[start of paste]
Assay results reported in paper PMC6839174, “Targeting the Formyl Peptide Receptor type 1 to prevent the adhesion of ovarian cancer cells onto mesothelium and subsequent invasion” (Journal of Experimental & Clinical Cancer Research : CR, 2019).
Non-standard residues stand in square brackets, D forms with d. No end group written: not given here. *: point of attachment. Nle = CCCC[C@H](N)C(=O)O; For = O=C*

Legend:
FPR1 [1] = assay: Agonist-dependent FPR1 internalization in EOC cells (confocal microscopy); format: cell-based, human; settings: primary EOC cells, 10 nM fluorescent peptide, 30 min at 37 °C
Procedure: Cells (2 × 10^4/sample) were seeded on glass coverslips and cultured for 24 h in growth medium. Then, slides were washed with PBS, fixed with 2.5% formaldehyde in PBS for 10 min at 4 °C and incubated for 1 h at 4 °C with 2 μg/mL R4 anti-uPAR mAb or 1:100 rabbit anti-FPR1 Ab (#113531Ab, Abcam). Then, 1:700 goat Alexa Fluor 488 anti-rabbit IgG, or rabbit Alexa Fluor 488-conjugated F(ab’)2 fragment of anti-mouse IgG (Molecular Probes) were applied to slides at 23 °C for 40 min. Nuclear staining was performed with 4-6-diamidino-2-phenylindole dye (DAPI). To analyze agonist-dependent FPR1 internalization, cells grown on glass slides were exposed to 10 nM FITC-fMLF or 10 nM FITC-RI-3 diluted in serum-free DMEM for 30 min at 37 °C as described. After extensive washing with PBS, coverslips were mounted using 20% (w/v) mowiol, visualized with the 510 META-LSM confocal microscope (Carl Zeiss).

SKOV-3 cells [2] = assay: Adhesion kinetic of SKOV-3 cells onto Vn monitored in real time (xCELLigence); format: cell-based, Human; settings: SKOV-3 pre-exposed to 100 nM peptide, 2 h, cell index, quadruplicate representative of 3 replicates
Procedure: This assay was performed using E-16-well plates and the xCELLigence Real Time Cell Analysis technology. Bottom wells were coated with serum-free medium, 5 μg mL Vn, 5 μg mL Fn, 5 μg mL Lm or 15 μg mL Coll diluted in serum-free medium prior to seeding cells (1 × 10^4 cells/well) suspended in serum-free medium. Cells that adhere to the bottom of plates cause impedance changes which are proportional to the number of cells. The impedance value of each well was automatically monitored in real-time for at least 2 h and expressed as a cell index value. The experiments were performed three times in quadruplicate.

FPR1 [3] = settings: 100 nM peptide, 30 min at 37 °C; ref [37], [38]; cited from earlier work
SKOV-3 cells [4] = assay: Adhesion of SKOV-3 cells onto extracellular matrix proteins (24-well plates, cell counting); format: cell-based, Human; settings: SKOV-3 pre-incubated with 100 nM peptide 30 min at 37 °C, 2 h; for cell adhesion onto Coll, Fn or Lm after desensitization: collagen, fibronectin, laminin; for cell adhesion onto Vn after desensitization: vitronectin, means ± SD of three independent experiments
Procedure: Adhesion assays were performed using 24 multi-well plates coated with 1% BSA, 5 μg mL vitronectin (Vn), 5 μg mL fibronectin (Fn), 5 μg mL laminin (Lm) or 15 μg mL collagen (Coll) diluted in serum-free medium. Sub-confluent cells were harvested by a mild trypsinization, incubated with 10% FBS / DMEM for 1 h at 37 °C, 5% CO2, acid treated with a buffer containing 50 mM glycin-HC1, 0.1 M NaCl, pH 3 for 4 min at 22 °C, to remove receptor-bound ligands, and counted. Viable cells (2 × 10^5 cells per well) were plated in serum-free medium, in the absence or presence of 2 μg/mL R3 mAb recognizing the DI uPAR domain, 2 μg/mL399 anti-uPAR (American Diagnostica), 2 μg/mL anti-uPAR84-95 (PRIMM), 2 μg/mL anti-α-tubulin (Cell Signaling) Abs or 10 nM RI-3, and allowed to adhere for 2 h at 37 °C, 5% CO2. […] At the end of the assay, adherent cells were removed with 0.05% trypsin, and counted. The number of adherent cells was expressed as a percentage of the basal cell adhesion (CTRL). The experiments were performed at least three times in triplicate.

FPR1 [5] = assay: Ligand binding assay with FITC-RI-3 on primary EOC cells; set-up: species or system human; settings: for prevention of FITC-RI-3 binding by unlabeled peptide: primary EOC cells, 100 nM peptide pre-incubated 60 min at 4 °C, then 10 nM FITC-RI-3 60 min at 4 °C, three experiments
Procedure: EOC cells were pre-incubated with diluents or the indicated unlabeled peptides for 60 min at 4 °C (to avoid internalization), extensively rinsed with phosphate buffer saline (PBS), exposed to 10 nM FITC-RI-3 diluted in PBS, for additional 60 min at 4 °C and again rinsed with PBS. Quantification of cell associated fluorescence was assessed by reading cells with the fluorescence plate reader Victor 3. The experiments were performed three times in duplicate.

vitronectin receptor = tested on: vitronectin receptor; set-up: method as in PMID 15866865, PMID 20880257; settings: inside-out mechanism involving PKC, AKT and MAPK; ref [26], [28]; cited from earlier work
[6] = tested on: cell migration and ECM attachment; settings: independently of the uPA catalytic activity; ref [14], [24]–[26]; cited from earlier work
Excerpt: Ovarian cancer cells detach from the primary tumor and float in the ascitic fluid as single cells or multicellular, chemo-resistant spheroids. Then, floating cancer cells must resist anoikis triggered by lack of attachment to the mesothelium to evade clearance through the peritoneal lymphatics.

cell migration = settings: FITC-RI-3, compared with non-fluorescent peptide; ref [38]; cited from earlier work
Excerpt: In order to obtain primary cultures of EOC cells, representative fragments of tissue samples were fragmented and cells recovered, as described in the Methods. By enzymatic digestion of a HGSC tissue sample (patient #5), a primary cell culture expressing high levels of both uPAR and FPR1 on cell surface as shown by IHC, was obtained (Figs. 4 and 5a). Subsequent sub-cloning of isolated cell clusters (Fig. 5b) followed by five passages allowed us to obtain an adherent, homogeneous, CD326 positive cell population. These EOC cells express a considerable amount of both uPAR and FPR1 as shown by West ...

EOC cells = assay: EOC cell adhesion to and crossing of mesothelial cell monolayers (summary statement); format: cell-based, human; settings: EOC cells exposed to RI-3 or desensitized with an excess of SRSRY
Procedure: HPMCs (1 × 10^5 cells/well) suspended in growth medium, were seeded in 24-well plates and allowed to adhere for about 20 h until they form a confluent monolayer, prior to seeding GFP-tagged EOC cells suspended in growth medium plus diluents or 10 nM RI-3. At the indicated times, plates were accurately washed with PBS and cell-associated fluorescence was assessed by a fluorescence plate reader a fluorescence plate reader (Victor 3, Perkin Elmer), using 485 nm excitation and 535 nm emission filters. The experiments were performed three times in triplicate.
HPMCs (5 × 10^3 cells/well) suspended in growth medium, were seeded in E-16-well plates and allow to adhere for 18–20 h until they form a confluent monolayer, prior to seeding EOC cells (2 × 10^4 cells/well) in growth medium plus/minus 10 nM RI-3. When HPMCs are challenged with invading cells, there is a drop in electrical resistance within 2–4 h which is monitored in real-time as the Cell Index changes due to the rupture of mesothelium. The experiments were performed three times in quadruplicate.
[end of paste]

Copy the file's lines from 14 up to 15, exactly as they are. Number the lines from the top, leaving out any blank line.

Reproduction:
[6] = tested on: cell migration and ECM attachment; settings: independently of the uPA catalytic activity; ref [14], [24]–[26]; cited from earlier work
Excerpt: Ovarian cancer cells detach from the primary tumor and float in the ascitic fluid as single cells or multicellular, chemo-resistant spheroids. Then, floating cancer cells must resist anoikis triggered by lack of attachment to the mesothelium to evade clearance through the peritoneal lymphatics.